The set up

The set up
5.46mm jet delivering 0.68 l/s to the pelton which is rotating at 900 rpm and generating 135 watts into the grid.

Wednesday, 23 March 2016

Chasing small gains in efficiency

Operating one's Powerspout at best possible efficiency is self evidently sensible: you want to get as much power from it as you can.

Any opportunities to find efficiency improvements in an installation once the installation is completed are few.  Most factors making for poor efficiency are built into the installation from the outset and are not readily changed.  They often come from sub-optimal design and trying to save on expenditure, for example by opting for too small a penstock. This is always a temptation because the penstock is a significant cost burden but putting in too small a pipe leads to a loss of head pressure that will haunt the installation for its entire working life.  

Soon after I first got my installation going, I measured the 'water to grid watt' efficiency* to be 50% and in an early diary entry I speculated that this figure came about because of component efficiencies** as follows:
  • penstock efficiency @ 3 lps                      0.95***
  • manifold efficiency                                    0.98
  • nozzle efficiency                                       0.98
  • Pelton turbine efficiency                           0.77
  • turbine / alternator drive efficiency           1.00
  • SmartDrive PMA alternator efficiency      0.80
  • transmission line efficiency                      0.98
  • SMA 1200 inverter efficiency                   0.90
From this list, the only two which gave opportunity for obtaining any improvement seemed to be the nozzle and the inverter. 

Over the past 6 months I have been collecting data to investigate these two, the first by running with either one nozzle or two over the full flow range for my site, and the second by using a WindyBoy inverter in turbine mode and comparing with last year when a SunnyBoy in mppt mode was in use.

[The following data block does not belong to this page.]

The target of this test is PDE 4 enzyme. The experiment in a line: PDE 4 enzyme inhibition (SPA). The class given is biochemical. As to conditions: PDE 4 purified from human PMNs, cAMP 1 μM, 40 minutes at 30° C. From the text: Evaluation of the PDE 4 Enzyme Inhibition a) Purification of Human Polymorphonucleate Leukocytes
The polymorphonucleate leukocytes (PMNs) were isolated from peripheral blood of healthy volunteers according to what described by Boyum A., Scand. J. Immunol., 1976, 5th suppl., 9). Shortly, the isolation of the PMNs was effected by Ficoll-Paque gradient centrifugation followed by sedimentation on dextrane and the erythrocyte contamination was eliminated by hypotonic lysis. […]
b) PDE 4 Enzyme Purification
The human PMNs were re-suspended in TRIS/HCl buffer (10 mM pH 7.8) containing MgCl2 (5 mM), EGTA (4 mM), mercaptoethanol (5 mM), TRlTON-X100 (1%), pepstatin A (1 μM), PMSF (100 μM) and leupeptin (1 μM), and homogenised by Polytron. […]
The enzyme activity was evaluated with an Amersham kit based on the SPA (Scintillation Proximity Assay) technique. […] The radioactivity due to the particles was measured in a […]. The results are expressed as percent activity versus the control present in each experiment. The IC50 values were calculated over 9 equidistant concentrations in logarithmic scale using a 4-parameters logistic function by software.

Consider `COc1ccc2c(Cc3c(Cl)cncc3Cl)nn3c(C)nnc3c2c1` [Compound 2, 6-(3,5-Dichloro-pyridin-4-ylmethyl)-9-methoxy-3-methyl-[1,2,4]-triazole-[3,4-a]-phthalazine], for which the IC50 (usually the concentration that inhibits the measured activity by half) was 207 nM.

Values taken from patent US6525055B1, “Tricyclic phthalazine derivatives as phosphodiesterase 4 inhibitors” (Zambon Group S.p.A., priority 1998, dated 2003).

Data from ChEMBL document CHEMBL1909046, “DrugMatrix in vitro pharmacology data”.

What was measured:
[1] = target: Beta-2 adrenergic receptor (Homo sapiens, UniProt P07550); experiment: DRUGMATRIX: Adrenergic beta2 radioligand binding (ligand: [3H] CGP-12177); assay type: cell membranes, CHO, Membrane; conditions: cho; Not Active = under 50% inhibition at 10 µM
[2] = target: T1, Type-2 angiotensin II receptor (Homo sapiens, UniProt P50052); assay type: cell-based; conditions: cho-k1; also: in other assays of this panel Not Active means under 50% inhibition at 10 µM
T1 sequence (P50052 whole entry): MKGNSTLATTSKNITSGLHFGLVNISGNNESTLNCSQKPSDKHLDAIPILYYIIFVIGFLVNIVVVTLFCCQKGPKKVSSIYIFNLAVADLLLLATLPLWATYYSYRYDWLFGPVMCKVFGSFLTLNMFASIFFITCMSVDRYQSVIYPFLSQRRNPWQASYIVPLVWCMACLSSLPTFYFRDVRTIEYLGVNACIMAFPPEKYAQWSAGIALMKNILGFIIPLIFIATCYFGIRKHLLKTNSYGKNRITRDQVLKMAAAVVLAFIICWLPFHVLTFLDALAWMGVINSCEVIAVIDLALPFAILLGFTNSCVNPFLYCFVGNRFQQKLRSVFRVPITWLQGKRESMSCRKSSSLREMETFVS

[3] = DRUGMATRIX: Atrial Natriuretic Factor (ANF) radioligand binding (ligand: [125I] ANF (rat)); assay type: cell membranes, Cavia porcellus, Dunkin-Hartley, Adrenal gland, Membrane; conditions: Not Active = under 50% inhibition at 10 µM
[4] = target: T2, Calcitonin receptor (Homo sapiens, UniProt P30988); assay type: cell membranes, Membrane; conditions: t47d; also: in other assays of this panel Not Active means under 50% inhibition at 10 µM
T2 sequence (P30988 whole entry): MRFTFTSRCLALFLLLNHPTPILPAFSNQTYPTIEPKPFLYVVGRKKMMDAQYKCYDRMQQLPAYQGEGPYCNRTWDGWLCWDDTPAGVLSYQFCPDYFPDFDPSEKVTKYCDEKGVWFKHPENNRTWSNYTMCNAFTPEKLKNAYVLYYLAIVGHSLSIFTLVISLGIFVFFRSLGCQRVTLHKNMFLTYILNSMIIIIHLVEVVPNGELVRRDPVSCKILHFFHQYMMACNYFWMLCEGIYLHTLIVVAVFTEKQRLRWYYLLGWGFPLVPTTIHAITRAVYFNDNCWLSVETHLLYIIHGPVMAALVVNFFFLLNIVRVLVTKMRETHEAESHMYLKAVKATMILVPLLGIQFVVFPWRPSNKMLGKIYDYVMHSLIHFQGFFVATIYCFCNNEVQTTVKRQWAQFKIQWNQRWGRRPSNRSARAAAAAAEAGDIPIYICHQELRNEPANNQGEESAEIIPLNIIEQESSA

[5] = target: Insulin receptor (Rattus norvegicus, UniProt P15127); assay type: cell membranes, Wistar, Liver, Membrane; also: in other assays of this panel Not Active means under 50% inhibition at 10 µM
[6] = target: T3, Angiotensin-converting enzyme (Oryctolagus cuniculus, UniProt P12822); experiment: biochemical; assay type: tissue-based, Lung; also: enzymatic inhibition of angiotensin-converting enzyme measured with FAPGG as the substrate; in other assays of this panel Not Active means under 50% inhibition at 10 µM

What I have found is that running on one nozzle gives a 2% efficiency improvement pretty well over the entire flow / power range:

I should add that when running a single nozzle it was always in the bottom position and when there were two nozzles, the top one only ever contributed 0.3 l/s, the bulk of the flow always being delivered via the bottom one.

As regards any benefit from changing inverters, - there really was none: the peak efficiency with the WindyBoy in two nozzle operation can be seen from the graph above to be a little over 49% and this is virtually identical (49.9%) to what I had observed the efficiency to be last year when using a SunnyBoy, also with two nozzles.

The small gain from using one nozzle rather than two is not unexpected: 
  • there is an energy loss which takes place at a nozzle and by having one rather than two nozzles, there is only one loss
  • one nozzle in the bottom position leads to less 'windage' i.e. the loss from spray inside the casing
  • there is a marginal gain in head from using the bottom nozzle position.
As a result of this study, I'm going to continue with one jet operation.  I'll use the small top nozzle intermittently simply for the convenience of reducing the number of times I need to change the bottom nozzle to keep track of the ever changing seasonal flow.

This study doesn't provide a big step forward perhaps but nevertheless I thought the persuasiveness of the result interesting.

* The formula for calculating 'whole system' or 'water to watt' efficiency is:
Efficiency (%) = Power to grid (watts) x 100 / [ 9.81 x static head (m) x flow (l/s) ]

** Whole system efficiency is the product of multiplying together the efficiencies of all the components in the system; with the figures given this would make the whole system efficiency 0.496 (49.6%).

***This figure was 'guesstimated' before I had obtained precise measurements of the gross head and the head loss at full flow, which turned out to be just 0.6 m head of water. So the penstock efficiency is actually 98.9%.  Such a good figure is explained by the first 69 m of penstock being 110mm o/d MDPE pipe rather than the 90 mm o/d pipe from which the rest is made.

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